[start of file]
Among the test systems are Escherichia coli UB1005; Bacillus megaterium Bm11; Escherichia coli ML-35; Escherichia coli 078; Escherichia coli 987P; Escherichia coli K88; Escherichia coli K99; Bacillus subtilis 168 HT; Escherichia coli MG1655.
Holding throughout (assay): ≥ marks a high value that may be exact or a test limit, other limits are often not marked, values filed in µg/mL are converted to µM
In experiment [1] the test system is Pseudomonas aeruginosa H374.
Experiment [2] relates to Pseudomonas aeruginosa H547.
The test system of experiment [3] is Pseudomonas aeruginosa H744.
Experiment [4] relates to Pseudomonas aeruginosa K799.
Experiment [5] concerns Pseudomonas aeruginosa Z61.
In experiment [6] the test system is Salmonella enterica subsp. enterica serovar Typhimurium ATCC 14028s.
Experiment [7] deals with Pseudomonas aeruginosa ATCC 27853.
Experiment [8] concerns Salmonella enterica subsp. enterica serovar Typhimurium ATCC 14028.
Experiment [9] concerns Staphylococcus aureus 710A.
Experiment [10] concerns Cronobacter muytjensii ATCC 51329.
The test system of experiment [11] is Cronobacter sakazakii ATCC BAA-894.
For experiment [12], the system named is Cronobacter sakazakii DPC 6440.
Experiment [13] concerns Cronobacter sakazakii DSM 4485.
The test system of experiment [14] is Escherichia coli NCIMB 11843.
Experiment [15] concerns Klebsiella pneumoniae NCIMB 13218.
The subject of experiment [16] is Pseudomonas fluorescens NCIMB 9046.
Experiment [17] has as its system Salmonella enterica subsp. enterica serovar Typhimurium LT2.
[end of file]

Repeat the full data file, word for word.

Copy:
Among the test systems are Escherichia coli UB1005; Bacillus megaterium Bm11; Escherichia coli ML-35; Escherichia coli 078; Escherichia coli 987P; Escherichia coli K88; Escherichia coli K99; Bacillus subtilis 168 HT; Escherichia coli MG1655.
Holding throughout (assay): ≥ marks a high value that may be exact or a test limit, other limits are often not marked, values filed in µg/mL are converted to µM
In experiment [1] the test system is Pseudomonas aeruginosa H374.
Experiment [2] relates to Pseudomonas aeruginosa H547.
The test system of experiment [3] is Pseudomonas aeruginosa H744.
Experiment [4] relates to Pseudomonas aeruginosa K799.
Experiment [5] concerns Pseudomonas aeruginosa Z61.
In experiment [6] the test system is Salmonella enterica subsp. enterica serovar Typhimurium ATCC 14028s.
Experiment [7] deals with Pseudomonas aeruginosa ATCC 27853.
Experiment [8] concerns Salmonella enterica subsp. enterica serovar Typhimurium ATCC 14028.
Experiment [9] concerns Staphylococcus aureus 710A.
Experiment [10] concerns Cronobacter muytjensii ATCC 51329.
The test system of experiment [11] is Cronobacter sakazakii ATCC BAA-894.
For experiment [12], the system named is Cronobacter sakazakii DPC 6440.
Experiment [13] concerns Cronobacter sakazakii DSM 4485.
The test system of experiment [14] is Escherichia coli NCIMB 11843.
Experiment [15] concerns Klebsiella pneumoniae NCIMB 13218.
The subject of experiment [16] is Pseudomonas fluorescens NCIMB 9046.
Experiment [17] has as its system Salmonella enterica subsp. enterica serovar Typhimurium LT2.